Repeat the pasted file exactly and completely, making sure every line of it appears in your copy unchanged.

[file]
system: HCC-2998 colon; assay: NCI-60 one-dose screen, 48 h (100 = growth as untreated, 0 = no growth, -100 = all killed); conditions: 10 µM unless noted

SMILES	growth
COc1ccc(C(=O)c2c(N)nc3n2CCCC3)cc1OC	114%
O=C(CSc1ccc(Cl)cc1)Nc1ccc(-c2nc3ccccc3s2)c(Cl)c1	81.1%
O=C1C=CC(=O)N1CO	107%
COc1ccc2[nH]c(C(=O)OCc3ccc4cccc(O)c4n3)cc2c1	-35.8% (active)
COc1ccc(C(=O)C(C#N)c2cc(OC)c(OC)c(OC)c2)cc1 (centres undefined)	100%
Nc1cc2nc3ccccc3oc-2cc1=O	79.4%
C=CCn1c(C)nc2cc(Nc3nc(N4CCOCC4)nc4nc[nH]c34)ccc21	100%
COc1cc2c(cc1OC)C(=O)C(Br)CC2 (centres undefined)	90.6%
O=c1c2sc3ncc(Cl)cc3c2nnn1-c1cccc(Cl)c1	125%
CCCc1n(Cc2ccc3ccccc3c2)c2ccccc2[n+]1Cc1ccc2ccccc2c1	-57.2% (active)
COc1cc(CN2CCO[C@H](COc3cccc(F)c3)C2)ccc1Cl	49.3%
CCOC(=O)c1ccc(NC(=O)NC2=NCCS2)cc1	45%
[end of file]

system: HCC-2998 colon; assay: NCI-60 one-dose screen, 48 h (100 = growth as untreated, 0 = no growth, -100 = all killed); conditions: 10 µM unless noted

SMILES	growth
COc1ccc(C(=O)c2c(N)nc3n2CCCC3)cc1OC	114%
O=C(CSc1ccc(Cl)cc1)Nc1ccc(-c2nc3ccccc3s2)c(Cl)c1	81.1%
O=C1C=CC(=O)N1CO	107%
COc1ccc2[nH]c(C(=O)OCc3ccc4cccc(O)c4n3)cc2c1	-35.8% (active)
COc1ccc(C(=O)C(C#N)c2cc(OC)c(OC)c(OC)c2)cc1 (centres undefined)	100%
Nc1cc2nc3ccccc3oc-2cc1=O	79.4%
C=CCn1c(C)nc2cc(Nc3nc(N4CCOCC4)nc4nc[nH]c34)ccc21	100%
COc1cc2c(cc1OC)C(=O)C(Br)CC2 (centres undefined)	90.6%
O=c1c2sc3ncc(Cl)cc3c2nnn1-c1cccc(Cl)c1	125%
CCCc1n(Cc2ccc3ccccc3c2)c2ccccc2[n+]1Cc1ccc2ccccc2c1	-57.2% (active)
COc1cc(CN2CCO[C@H](COc3cccc(F)c3)C2)ccc1Cl	49.3%
CCOC(=O)c1ccc(NC(=O)NC2=NCCS2)cc1	45%